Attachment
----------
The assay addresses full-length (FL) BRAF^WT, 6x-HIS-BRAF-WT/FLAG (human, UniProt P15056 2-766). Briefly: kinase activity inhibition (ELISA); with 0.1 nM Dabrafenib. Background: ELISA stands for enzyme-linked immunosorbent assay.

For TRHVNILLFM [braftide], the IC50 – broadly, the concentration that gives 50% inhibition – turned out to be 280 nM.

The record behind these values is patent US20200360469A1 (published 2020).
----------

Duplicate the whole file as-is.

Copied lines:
The assay addresses full-length (FL) BRAF^WT, 6x-HIS-BRAF-WT/FLAG (human, UniProt P15056 2-766). Briefly: kinase activity inhibition (ELISA); with 0.1 nM Dabrafenib. Background: ELISA stands for enzyme-linked immunosorbent assay.

For TRHVNILLFM [braftide], the IC50 – broadly, the concentration that gives 50% inhibition – turned out to be 280 nM.

The record behind these values is patent US20200360469A1 (published 2020).